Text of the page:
Now Almost 50 Years Into An Iconic Career, All John Prine Wants Is One More Cigarette

Cultural Critic
04.03.18 3 Comments

Danny Clinch

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There are certain ways that we determine an artist’s reach or importance: record sales (though possibly not much longer), streaming statistics (though this is helpful for some genres more than others), tour grosses (ditto), and social media follows (strong ditto).

None of this matters when you talk about John Prine.

He’s never sold the most albums or concert tickets, and he’s certainly not a juggernaut in the streaming or social-media worlds. To understand why he has endured for nearly 50 years as one of the most beloved singer-songwriters ever, you have to rely on anecdotal evidence. You must point to actual human beings, rather than numbers, to understand the breadth of his impact. Which makes sense, given that Prine writes songs that sound like real people talking.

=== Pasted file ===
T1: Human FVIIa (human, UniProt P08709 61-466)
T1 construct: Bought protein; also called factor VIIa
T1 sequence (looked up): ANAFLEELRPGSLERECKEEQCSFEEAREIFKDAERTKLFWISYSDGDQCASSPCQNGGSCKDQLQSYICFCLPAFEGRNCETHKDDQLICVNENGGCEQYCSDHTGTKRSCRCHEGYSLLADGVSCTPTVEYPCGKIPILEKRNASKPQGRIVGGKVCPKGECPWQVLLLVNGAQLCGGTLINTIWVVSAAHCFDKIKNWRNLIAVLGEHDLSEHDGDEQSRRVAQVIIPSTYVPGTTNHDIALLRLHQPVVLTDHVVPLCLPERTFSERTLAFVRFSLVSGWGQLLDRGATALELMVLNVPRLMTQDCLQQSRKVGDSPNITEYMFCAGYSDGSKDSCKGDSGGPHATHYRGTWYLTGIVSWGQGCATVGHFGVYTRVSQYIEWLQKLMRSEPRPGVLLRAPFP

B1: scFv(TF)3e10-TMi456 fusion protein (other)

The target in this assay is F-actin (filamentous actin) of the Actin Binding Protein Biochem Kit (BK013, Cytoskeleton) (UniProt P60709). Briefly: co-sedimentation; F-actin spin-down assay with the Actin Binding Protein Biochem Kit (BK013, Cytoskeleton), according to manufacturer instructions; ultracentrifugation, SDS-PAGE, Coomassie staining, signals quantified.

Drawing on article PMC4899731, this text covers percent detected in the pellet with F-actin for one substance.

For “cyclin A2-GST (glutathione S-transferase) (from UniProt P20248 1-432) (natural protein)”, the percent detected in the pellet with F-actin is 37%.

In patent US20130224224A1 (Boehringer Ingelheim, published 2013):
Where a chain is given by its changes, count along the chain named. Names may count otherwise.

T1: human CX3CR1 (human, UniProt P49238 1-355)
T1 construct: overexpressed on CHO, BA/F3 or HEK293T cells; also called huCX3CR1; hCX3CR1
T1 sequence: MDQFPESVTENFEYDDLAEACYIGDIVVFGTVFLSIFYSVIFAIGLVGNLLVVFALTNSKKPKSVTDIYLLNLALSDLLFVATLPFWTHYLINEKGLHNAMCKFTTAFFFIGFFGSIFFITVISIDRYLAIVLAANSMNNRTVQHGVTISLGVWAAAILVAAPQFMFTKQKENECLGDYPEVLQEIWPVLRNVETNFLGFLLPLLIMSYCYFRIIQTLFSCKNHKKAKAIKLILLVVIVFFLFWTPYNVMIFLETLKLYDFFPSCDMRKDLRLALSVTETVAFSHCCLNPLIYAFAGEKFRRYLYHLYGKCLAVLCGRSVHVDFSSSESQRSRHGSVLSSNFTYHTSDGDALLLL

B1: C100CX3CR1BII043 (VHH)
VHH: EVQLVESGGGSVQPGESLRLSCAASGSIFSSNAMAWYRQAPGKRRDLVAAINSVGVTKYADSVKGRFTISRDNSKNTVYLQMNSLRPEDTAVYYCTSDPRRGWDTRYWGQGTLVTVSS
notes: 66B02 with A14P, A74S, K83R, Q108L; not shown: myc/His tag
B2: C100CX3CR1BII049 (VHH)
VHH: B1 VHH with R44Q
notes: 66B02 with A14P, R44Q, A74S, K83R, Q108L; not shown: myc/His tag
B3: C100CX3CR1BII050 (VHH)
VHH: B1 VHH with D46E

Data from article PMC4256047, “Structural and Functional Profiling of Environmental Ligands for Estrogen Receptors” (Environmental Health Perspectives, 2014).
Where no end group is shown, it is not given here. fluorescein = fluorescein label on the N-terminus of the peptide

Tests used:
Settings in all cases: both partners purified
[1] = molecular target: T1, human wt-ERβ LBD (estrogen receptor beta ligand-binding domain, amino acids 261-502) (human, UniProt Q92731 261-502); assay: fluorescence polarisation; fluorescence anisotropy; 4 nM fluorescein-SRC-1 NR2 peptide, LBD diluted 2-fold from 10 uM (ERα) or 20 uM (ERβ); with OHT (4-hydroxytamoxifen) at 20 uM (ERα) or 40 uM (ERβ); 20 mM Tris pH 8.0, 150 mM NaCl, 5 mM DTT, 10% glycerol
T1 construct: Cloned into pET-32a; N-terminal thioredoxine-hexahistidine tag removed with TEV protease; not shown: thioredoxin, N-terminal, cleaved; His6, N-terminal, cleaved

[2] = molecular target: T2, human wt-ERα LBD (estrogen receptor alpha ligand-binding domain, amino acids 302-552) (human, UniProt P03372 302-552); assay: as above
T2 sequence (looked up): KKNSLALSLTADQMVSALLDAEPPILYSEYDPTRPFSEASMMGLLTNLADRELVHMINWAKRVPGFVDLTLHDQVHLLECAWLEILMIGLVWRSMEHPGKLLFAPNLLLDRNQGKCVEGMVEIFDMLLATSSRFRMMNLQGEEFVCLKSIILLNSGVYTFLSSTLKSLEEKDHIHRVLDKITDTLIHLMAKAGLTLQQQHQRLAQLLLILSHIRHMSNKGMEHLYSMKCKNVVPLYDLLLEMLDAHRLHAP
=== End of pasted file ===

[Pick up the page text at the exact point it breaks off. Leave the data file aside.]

Kris Kristofferson (with an assist from Roger Ebert) discovered him. Bob Dylan memorized his songs before his first record came out. Johnny Cash counted him as one of his favorite songwriters. Townes Van Zandt, Guy Clark, and Steve Goodman hung out with him. Roger Waters borrowed one of his melodies for The Final Cut. Bruce Springsteen, Tom Petty, and Bonnie Raitt agreed to sing backup for him. And a long list of younger singer-songwriters worship him: Jason Isbell, Justin Vernon, Miranda Lambert, Sturgill Simpson, Kacey Musgraves, Conor Oberst, Jenny Lewis, Kurt Vile, and Jim James of My Morning Jacket, to name just nine.

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